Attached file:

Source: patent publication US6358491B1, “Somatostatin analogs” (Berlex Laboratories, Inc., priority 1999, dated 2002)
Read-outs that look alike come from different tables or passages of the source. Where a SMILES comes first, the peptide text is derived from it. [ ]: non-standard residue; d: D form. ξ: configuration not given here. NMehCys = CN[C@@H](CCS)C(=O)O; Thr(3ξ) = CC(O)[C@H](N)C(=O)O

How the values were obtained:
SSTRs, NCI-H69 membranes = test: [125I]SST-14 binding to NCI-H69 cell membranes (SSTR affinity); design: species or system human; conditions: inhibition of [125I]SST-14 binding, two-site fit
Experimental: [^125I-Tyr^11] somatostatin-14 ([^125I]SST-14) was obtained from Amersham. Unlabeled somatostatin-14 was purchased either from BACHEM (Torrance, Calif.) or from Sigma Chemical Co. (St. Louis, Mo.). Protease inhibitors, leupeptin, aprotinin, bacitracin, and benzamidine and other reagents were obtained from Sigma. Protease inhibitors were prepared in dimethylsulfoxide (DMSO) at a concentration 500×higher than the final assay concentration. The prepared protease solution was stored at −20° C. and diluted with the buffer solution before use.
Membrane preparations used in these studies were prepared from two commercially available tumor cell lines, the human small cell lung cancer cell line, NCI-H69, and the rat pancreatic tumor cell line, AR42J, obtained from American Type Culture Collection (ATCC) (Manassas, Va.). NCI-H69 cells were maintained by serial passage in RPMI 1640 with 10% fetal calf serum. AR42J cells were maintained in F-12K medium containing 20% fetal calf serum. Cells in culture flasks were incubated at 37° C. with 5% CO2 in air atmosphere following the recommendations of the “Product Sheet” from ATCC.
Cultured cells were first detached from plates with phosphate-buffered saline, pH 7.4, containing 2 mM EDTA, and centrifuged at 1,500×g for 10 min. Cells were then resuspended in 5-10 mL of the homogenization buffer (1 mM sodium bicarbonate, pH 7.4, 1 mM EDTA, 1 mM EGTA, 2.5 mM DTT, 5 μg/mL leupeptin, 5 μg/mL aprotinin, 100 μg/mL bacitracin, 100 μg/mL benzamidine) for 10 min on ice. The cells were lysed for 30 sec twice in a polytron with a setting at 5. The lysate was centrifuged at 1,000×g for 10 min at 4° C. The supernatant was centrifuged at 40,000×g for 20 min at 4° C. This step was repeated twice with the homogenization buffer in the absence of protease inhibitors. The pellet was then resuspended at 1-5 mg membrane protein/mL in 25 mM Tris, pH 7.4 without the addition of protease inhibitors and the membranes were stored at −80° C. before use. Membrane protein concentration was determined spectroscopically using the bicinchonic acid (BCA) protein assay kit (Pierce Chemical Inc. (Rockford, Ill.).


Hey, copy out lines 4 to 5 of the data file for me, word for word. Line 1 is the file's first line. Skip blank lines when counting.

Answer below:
SSTRs, NCI-H69 membranes = test: [125I]SST-14 binding to NCI-H69 cell membranes (SSTR affinity); design: species or system human; conditions: inhibition of [125I]SST-14 binding, two-site fit
Experimental: [^125I-Tyr^11] somatostatin-14 ([^125I]SST-14) was obtained from Amersham. Unlabeled somatostatin-14 was purchased either from BACHEM (Torrance, Calif.) or from Sigma Chemical Co. (St. Louis, Mo.). Protease inhibitors, leupeptin, aprotinin, bacitracin, and benzamidine and other reagents were obtained from Sigma. Protease inhibitors were prepared in dimethylsulfoxide (DMSO) at a concentration 500×higher than the final assay concentration. The prepared protease solution was stored at −20° C. and diluted with the buffer solution before use.